Add to Favorites
|Shared Cultural Heritage|
A joint project of the Museum Nasional, Jakarta, and the National Museum of Ethnology, Leiden.
The world's two oldest and most important Indonesian collections are to be found in the Museum Nasional in Jakarta and the National Museum of Ethnology in Leiden. The objects composing them were collected from the eighteenth century by scholarly and military expeditions, officials, missionaries and individual collectors. Portions of these collections remained in Batavia – the present-day Jakarta – while part went to the museum in Leiden.
This collecting history, making the two museums in so many respects complementary to each other, has been the subject of recent study by researchers from Jakarta and Leiden. The research project resulted in the exhibition Warisan Budaya Bersama (Shared Cultural Heritage) in Jakarta and Amsterdam in 2005/2006.
The expression ‘shared cultural heritage’ may be interpreted in two ways: as possessions shared between two parties, or as a joint cultural inheritance. Here, the expression has consciously been used in both its senses. The collections were of course once divided up between Batavia and Leiden. Yet at the same time they both share one and the same source: a collector, a donor, or an archaeological site. The collections constitute an inheritance that Indonesia and The Netherlands hold in common, and they must consequently be approached as a collectivity. Studying their collecting contexts is essential to this approach. There is a great deal to be learned from the history of the collections.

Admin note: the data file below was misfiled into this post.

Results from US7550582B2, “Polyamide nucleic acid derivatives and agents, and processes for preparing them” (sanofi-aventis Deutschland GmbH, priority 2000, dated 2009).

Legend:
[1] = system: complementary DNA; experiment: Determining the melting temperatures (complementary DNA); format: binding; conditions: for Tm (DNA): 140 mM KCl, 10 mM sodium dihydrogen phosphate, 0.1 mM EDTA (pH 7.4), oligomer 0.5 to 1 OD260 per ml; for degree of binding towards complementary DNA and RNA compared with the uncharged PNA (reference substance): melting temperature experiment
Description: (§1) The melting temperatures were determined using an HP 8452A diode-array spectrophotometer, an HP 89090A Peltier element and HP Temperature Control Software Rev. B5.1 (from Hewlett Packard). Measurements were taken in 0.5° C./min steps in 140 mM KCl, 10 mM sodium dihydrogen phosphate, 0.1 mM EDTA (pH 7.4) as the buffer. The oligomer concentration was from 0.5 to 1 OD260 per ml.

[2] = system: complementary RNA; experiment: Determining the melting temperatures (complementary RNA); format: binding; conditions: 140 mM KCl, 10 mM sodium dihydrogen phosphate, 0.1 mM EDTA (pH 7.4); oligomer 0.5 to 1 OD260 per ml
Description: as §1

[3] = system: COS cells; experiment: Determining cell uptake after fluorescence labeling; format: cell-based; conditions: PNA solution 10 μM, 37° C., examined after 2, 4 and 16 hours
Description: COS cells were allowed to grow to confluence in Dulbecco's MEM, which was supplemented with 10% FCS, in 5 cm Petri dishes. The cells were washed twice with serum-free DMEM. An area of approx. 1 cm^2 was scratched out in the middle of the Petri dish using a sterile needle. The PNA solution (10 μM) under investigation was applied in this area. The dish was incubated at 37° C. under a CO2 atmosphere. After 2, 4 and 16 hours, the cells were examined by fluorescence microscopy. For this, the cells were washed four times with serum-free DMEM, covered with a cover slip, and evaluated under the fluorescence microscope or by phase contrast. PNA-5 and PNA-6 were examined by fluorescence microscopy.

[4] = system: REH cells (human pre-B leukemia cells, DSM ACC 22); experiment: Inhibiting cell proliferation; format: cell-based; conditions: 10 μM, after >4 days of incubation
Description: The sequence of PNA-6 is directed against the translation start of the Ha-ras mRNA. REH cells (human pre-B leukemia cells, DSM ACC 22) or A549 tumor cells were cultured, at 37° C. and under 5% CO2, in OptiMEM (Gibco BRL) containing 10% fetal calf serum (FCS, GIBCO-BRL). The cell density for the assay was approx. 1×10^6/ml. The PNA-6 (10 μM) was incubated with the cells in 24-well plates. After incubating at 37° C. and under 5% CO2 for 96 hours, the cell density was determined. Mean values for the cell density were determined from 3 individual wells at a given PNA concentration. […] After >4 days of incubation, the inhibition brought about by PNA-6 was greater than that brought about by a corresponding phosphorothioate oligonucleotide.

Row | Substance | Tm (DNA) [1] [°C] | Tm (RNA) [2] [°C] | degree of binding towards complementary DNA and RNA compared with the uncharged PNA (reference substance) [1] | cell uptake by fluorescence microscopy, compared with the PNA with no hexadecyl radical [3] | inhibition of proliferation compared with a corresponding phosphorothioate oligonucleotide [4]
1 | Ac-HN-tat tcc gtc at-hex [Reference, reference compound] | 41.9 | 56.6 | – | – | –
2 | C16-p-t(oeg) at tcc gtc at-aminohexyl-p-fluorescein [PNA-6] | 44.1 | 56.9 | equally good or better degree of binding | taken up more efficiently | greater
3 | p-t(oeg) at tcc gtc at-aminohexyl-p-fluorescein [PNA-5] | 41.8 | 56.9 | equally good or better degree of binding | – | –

In this project the researchers have of course not been able to answer all questions. However, they do want to draw explicit attention to that which was often left unspoken in the past, from anxiety about possible politico/cultural consequences or because no one perceived the importance of such questions. We can only view the past with fully open eyes if we know more about the collecting contexts of historical, colonial collections: an episode from colonial history. Only then can we begin to produce models that make this future cooperation both possible and fruitful.
Statue of Prajnaparamita, goddess of supreme wisdom, Singasari, Java, 13th century. For years this statue formed a focal point of the Leiden museum's public exhibition. In 1977 it was returned to Indonesia, where it is on permanent display in the National Museum.
< More on this Masterpiece >
Collecting within a colonial context
Collectors, officials, missionaries